It had all been theory until now: Spending the holidays with only my kids and me. When we decided to separate just after Christmas last year, we devised a plan for the time we would have with our children, but it was never real until now. I wasn’t sure how it would go. I was concerned about how being in a new house and not having both parents there when they woke up would affect the children. It was my first Christmas as a single parent.
Although I was happy that I was finally settling into a new home with the kids and me, I was anxious about not being in the home we had planned on being our “forever” home.
It hasn’t been an easy road for their dad and me. We generally get along for the kids’ sake, but we are still navigating this for the first time: living apart, transferring the kids back and forth, holiday schedules, new and changing relationships, and so much more.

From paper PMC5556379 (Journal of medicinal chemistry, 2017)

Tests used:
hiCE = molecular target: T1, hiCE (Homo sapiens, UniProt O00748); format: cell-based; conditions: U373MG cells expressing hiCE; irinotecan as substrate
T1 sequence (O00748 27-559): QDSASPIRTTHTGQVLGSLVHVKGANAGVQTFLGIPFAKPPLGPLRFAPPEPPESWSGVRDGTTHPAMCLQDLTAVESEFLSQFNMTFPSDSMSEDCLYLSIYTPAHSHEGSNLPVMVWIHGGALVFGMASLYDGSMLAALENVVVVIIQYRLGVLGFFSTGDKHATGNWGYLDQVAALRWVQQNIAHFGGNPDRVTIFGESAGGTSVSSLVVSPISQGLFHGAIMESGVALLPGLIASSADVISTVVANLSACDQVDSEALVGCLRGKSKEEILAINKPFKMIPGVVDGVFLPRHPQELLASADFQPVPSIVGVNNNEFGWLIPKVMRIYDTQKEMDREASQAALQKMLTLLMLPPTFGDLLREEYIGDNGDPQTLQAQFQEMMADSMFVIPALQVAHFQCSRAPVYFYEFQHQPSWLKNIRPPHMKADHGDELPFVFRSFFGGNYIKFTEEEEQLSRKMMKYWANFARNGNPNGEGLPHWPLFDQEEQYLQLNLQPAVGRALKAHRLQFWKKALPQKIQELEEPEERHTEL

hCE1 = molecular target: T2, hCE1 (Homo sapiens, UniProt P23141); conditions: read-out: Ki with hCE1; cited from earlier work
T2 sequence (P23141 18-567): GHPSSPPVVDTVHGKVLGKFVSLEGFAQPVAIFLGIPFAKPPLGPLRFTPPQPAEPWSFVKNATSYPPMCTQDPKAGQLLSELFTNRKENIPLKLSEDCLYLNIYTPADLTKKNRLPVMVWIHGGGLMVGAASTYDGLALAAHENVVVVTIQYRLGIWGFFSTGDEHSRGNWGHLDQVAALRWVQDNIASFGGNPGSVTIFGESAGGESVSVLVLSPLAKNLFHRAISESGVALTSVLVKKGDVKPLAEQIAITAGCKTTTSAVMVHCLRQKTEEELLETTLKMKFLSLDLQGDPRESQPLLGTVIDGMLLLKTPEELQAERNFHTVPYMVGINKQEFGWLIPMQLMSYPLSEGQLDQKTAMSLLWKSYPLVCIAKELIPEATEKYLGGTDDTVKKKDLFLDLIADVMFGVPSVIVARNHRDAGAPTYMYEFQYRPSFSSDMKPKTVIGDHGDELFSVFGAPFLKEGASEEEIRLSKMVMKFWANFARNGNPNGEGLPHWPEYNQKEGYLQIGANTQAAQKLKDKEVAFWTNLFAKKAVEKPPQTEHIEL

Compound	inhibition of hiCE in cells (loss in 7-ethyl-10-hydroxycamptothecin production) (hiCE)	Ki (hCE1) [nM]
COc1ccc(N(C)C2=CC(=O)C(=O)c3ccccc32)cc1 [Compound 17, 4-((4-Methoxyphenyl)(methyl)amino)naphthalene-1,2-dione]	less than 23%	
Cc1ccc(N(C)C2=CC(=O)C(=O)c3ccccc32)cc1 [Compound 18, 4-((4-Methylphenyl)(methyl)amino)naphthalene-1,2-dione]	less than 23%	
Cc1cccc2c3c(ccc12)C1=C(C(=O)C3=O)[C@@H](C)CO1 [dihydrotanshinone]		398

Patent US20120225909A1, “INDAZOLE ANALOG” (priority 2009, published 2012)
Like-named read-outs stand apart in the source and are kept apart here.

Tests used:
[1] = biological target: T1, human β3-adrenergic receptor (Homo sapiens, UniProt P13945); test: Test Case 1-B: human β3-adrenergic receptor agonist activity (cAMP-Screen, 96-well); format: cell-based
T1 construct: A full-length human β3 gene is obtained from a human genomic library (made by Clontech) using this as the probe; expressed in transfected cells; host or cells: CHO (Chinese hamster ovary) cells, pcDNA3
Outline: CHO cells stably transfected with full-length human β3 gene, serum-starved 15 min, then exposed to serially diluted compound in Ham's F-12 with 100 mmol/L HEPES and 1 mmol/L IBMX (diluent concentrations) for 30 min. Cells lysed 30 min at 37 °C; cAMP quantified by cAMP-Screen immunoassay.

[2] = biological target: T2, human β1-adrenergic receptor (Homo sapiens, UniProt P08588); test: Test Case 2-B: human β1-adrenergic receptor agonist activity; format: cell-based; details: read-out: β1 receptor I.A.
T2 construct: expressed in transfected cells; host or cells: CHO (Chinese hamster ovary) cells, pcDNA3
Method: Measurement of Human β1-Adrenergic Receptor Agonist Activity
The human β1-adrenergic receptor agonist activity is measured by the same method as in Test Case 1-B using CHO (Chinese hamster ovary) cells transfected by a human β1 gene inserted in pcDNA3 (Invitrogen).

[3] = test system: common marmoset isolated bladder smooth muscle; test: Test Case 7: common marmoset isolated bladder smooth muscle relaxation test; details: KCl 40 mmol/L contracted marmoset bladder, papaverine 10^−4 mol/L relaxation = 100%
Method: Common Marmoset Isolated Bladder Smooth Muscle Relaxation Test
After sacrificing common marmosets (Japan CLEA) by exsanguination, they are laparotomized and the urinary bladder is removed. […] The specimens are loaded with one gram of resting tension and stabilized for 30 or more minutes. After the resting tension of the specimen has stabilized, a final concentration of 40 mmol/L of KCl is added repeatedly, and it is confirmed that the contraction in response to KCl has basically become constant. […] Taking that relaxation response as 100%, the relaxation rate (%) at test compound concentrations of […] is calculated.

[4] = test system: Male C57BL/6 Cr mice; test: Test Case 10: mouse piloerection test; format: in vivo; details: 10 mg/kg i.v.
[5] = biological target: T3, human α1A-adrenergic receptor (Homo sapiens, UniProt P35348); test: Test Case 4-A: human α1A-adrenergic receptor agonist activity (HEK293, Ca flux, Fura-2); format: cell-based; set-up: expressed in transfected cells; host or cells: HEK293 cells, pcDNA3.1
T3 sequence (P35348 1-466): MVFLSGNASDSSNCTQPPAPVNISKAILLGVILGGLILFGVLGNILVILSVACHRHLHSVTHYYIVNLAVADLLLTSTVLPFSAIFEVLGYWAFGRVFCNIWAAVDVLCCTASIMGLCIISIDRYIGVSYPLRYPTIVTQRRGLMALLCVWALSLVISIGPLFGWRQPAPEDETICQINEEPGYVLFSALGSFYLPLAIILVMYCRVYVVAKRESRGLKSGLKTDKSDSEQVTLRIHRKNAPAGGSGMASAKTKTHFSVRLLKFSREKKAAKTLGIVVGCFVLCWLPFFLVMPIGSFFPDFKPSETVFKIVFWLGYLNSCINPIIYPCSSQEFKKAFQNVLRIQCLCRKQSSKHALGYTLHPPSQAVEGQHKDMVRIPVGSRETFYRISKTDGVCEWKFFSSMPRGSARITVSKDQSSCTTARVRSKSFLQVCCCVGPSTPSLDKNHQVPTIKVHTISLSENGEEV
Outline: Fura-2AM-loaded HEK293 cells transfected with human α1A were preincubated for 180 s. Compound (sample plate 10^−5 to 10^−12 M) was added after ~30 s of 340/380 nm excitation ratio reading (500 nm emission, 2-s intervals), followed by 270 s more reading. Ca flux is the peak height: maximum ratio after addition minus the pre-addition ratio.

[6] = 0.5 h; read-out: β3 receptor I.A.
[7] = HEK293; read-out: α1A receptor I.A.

Christmas morning, they ended up being fine. My ex came over so the kids could open their Santa gifts with both of us there. After he left, I made a fun breakfast, the kids played with their new toys, and we spent time together that we wouldn’t have otherwise had if their dad and I had still been together.
Our time together is much more meaningful because we don’t get as much of it.
Later in the afternoon, I packed the kids up and brought them to their other house, the house we shared when their dad and I were married. The house we brought the twins home to after they were born. The house our dog passed away in. Going to that house and having to use the door rather than the garage is always weird. Having to knock to be let in rather than walk in without announcing myself first.
After the kids were settled, I went home, cleaned up from the day, made myself some dinner, and watched a Christmas movie on the couch while I ate. It was quiet. It was something I probably wished I had the chance to experience when I was still married.
But that night, I just missed my kids.
Divorce is interesting. The relationship between my kids’ dad and me is ever-changing. But there is one constant: The children are our first priority.